U.S. House Republicans Pass Border Security Bill As Title 42 Expires
Image Credit: U.S. Border Patrol / Facebook
The Center Square [By Brett Rowland] –
U.S. House Republicans passed a bill Thursday in response to the surge in illegal immigration at the nation’s southern border during President Joe Biden’s tenure. The measure was voted on just as Title 42 enforcement was set to expire at midnight.
“Mr. President, thank God Republicans are in charge today,” House Speaker Kevin McCarthy said Thursday before Republicans adopted the bill.
Republicans have blamed Biden for the surge in illegal immigration at the U.S.-Mexico border that has led to overcrowded shelters, crossing deaths, human and drug trafficking, increased homelessness, a spike in fentanyl overdoses and poisonings, and other issues.
The measure passed 219-213 just hours before Title 42, the emergency health authority that allowed U.S. officials to turn away migrants at the U.S.-Mexico border to prevent the spread of COVID-19, expires.
The bill, H.R. 2, known as the Secure the Border Act of 2023, would restrict the Department of Homeland Security from providing parole to foreign nationals by defining the reasons for which parole may be granted. Parole allows people to temporarily enter the United States. It would also require all employers to use E-Verify, a federal system that allows public- and private-sector employers to confirm work eligibility in the U.S. Use of E-Verify would be phased in over several years.
The bill would also re-start construction of a southwestern border wall. It would require the Department of Homeland Security to build at least 900 miles of wall and physical barriers at an estimated cost of $1 billion from 2024 to 2028 and an additional $1 billion after 2028.
It would also direct U.S. Customs and Border Protection to hire enough border patrol agents to maintain staffing at 22,000. That would mean the U.S. Customs and Border Protection would have to add about 3,000 agents at an estimated cost of $1.3 billion from 2024 to 2028.
The Congressional Budget Office said the bill would increase unified budget deficits by $6.1 billion over the next decade. That deficit consists of a $45.4 billion decrease in on-budget deficits and a $51.5 billion increase in off-budget deficits, according to the CBO report. But that does not account for the potential decrease in costs to local and state governments for providing food, shelter, schooling, health care and other services.
The measure – if approved by the Democratic-controlled Senate and signed by Biden, both of which are unlikely – would likely spur changes in wage reporting and tax withholding once all employers are required to use E-Verify and reduce the use of federal benefits by foreign nationals. The CBO also said it would reduce costs for the Office of Refugee Resettlement after reductions in caseloads. However, the CBO highlighted two areas of significant uncertainty including the “extent to which the government would detain arriving aliens or return them to the contiguous country from which they arrived” and if people “without legal work authorization would continue to work and whether and how they would pay taxes.”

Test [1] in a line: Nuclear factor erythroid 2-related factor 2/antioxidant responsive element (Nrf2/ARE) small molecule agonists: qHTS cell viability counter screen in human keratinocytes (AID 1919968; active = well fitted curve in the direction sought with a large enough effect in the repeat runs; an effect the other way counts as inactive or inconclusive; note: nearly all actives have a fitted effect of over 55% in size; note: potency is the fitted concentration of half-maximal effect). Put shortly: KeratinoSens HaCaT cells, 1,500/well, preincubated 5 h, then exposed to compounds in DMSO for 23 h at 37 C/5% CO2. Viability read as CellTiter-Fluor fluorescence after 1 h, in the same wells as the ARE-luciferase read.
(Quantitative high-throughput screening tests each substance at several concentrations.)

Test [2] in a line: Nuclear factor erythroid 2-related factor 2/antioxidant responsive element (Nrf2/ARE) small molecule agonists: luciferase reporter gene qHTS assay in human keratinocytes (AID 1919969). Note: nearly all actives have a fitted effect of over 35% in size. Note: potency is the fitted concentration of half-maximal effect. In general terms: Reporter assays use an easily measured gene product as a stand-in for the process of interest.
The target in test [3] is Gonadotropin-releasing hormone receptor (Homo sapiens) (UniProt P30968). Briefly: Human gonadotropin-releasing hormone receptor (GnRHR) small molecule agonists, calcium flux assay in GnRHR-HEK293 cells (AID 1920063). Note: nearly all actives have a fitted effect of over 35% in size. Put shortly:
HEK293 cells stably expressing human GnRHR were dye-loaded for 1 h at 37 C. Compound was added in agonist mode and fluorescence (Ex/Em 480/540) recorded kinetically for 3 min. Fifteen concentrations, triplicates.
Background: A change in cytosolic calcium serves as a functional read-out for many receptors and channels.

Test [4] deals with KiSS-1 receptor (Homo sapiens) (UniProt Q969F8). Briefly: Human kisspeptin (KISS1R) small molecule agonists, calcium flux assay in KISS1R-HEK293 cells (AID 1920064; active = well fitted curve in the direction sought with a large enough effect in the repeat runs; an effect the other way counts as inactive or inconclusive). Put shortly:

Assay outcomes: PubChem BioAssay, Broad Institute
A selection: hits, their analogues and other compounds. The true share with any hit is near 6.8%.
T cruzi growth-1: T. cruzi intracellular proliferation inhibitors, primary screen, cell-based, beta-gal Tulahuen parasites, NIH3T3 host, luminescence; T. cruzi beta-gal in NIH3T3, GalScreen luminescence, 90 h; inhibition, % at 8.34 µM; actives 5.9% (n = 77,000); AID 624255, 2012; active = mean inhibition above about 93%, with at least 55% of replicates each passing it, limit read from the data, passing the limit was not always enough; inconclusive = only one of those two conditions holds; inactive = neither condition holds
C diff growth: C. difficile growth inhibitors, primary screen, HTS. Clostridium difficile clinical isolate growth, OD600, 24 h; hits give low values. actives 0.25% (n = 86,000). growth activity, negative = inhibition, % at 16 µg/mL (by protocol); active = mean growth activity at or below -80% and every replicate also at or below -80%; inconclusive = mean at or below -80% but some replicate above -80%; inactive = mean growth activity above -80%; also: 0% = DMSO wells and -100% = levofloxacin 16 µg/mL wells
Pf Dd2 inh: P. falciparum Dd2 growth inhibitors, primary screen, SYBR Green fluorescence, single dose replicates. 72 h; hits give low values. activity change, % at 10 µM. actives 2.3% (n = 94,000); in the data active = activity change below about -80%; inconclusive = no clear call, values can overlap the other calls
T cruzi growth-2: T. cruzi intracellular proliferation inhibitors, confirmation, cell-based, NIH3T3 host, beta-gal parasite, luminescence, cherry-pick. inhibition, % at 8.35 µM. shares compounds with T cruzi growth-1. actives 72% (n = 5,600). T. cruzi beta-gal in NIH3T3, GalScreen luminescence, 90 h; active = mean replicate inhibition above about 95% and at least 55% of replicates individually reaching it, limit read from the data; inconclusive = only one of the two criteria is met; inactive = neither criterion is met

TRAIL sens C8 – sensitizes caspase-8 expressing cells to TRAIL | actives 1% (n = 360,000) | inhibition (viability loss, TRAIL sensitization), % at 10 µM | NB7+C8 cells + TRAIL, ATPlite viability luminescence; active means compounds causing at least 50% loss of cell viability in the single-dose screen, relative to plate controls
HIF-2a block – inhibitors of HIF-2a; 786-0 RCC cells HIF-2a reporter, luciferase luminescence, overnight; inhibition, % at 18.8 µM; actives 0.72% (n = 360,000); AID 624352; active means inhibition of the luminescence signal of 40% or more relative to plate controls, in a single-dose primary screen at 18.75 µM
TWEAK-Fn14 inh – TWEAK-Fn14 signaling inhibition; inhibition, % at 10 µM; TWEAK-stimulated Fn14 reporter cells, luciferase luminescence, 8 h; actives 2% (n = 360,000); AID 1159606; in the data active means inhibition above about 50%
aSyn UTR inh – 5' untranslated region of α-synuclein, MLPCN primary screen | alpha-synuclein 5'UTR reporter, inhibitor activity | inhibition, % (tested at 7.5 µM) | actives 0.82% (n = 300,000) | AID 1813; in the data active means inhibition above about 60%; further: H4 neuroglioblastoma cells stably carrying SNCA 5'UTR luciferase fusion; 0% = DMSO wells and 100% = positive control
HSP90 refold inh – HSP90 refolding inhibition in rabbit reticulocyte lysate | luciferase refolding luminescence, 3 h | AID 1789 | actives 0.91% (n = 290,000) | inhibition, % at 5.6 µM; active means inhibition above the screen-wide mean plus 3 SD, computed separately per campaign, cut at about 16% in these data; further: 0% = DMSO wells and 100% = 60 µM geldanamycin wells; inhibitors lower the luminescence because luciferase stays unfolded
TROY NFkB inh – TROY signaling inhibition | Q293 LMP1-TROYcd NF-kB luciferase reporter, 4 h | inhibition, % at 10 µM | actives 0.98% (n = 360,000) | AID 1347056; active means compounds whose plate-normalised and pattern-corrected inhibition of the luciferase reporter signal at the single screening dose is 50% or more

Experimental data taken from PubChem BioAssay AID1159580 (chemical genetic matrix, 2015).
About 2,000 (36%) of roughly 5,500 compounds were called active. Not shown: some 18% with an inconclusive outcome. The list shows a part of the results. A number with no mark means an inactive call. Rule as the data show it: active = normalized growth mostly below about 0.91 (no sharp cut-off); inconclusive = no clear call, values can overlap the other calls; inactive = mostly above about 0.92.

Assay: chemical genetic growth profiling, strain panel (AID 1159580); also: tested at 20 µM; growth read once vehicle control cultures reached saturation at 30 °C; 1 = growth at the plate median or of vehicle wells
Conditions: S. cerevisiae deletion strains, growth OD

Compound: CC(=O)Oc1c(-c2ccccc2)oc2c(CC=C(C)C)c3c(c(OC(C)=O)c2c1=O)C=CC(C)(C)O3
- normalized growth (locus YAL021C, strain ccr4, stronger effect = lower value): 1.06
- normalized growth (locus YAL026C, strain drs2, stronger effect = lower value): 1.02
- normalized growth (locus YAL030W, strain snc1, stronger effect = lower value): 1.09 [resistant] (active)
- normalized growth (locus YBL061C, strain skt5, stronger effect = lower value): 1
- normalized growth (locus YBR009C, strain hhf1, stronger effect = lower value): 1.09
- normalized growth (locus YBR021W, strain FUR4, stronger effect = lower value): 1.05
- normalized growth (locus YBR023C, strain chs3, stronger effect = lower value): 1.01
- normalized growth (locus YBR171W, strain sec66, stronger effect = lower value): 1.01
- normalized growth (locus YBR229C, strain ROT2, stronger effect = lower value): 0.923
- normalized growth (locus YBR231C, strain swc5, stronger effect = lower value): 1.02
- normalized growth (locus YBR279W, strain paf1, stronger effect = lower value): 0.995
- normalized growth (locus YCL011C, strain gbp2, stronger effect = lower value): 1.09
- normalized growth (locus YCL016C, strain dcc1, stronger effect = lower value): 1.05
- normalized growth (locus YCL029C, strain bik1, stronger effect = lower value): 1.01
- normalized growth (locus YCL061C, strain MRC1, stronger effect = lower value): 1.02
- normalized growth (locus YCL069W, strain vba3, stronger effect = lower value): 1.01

Republicans pushed for the passage of the bill. They said it would secure the border, stem illegal immigration and reduce human and drug trafficking at the border.
Democrats called the measure cruel, punitive, unworkable and dead on arrival in the Senate. They also said it would hurt farms and other agricultural businesses.
“Mandatory E-Verify would decimate the agriculture industry,” U.S. Rep. Jarrold Nadler, D-New York, said on the House floor.
During debate on the bill, Republicans blamed Democrats for the problems at the border and Democrats blamed Republicans.
U.S. Rep. Laurel Lee, R-Fla., said “when we fail to secure our border, cartels will.” Texas Gov. Greg Abbott, whose state has the longest border with Mexico, said the cartels already control the Mexican border and has declared them foreign terrorist organizations.
U.S. Rep. Veronica Escobar, D-Texas, said the measure would “make things much worse” at the border. She said it was not a serious bill.
“These are the things that should keep Americans awake at night,” U.S. Rep Barry Moore, R-Ala., said of fentanyl trafficking at the U.S.-Mexico border. “… A closed border is a compassionate border.”
U.S. Rep. Steven McCaul, R-Texas, called the situation at the border “the largest human trafficking crisis I have witnessed in my lifetime.”
Biden has indicated he would veto the bill should it get to him.
“The Biden-Harris Administration’s approach to border management is grounded in this strategy – expanding legal pathways while increasing consequences for illegal pathways, which helps maintain safe, orderly and humane border processing,” Biden’s office said in a statement of administrative policy. “However, the Administration is limited in what it can achieve by an outdated statutory framework and inadequate resources, particularly in this time of unprecedented global movement. H.R. 2 does nothing to address the root causes of migration, reduces humanitarian protections, and restricts lawful pathways, which are critical alternatives to unlawful entry.”